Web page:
A Guide to Measure Video Metrics

Data is at the heart of everything we do, even creativity. Those most beautiful and thought provoking videos could be a creative masterpiece, but if it doesn’t get engagements was it really worth the effort to make it. 

Acadia Creative Producer Chris Vidal sat down and created a guide and answered common questions around video metrics. 

Q: Why create a post on video metrics?

A: When it comes to creating content, obviously, you can do it from a paid lens. But it can often be difficult to really evaluate whether a piece of content is performing well or not with reference to organic or just brand-made content. So within that lens I was trying to put some more education around that point and to help people understand hey, these are where these metrics line up with actual actionable data. 

Q: How do you decide which metrics to focus on?

A: If you're trying to maximize for a certain type of thing, let's say relevancy, then you're gonna go with Likes. You're gonna go with that metric and try to maximize on that. Obviously, you can try and focus on all of them, but I think a great way to start thinking about content is by first trying to figure out which metric you're trying to tackle or at least the two or three top metrics. 

Q: Are all metrics equal when it comes to video content?

A: I don't think so. I think a lot of the metrics have a lot to do with the community that you're building. If you're building a value-based community where you're trying to get as much value to your viewers as possible, then maybe you're gonna be optimizing for savings and maybe it's not as important if you're getting a massive amount of likes. I think comments as a general metric are important because that's just engagement as a whole and that's how you speak to your community. It’s showing how the community  feels about your content, product or your service.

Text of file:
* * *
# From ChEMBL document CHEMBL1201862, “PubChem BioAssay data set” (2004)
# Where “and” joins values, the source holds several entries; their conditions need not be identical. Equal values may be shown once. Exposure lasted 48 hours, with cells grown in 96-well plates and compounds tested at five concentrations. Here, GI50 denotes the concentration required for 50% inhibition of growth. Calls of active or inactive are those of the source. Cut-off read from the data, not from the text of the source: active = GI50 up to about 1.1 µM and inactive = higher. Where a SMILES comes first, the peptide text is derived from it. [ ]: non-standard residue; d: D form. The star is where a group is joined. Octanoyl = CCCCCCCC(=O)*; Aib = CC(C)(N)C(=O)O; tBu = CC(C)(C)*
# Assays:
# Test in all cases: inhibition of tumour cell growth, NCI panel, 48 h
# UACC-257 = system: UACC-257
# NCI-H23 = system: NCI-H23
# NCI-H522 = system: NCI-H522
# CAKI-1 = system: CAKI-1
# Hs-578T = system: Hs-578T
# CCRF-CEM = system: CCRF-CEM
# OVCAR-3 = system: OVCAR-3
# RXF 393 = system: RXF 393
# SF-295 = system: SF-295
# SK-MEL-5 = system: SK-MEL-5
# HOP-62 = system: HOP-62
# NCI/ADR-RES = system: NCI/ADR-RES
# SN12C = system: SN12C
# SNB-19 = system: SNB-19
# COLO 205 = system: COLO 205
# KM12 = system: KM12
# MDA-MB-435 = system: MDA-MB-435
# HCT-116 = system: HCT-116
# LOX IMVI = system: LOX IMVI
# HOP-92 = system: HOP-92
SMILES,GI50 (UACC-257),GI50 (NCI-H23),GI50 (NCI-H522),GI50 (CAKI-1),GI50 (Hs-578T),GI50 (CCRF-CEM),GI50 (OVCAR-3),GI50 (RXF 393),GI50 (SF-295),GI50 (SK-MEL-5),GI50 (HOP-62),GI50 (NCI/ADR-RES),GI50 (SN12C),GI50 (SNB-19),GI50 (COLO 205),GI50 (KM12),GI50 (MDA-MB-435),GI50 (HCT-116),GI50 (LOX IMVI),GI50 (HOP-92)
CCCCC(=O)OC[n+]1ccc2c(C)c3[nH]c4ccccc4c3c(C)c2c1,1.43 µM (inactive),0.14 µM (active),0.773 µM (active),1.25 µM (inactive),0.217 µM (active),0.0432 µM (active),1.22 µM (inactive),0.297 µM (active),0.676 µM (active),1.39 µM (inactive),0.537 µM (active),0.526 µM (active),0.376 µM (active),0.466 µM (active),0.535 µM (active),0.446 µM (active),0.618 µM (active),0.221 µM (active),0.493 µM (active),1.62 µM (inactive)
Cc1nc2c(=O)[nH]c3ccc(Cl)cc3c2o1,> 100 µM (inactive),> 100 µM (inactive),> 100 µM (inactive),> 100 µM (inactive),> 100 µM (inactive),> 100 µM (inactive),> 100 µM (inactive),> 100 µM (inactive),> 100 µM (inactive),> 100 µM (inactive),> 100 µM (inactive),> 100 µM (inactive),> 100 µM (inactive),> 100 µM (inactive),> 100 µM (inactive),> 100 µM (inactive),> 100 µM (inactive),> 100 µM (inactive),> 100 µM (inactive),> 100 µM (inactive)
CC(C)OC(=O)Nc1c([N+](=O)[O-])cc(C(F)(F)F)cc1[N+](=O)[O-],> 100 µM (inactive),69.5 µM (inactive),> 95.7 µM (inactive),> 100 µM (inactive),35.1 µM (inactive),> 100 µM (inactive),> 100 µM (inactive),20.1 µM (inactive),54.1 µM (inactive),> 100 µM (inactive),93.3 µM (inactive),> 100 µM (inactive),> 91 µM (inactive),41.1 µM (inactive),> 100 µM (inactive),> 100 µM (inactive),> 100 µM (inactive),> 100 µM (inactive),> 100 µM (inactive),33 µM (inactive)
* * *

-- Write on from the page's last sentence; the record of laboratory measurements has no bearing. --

Q: If your goal on a piece of content was to get users to save it, how would you approach that content?

A:  I really simply think about what would force you as a user to hit that save button, that's a specific action. It's one or two clicks on most of the platforms, so it's something you would have to really want to keep around for future reference. So within that mindset you have to really use this lens of value. You're either teaching something to the audience that they didn't know or you're solving a problem for them that they encounter quite often. They need to feel compelled to take those extra steps to save the content.

Q: What can people learn from underperforming content when it comes to planning for the future.

A:  I think there's two things you can do tomorrow to hopefully improve. Number one is ask yourself seriously,  “what is  the purpose of your content?”  Go a little deeper than just, “I'm trying to sell a product or service.” If your viewer was sitting in front of you, what would you really want to tell them? I think putting it through that lens really helps.

Number 2 is make it less salesian, a bit more organic and more personal. And then on this flip side of that purely from a content creation standpoint is optimizing it. It doesn't matter if you have the holy grail at the end of your video. If you don't optimize those initial two to three seconds, it doesn't matter. People are gonna scroll faster and all that great information is gonna get lost.

You can see Chris’ entire guide below and learn more about Acadia’s Performance Creative Services by clicking here

Chris Vidal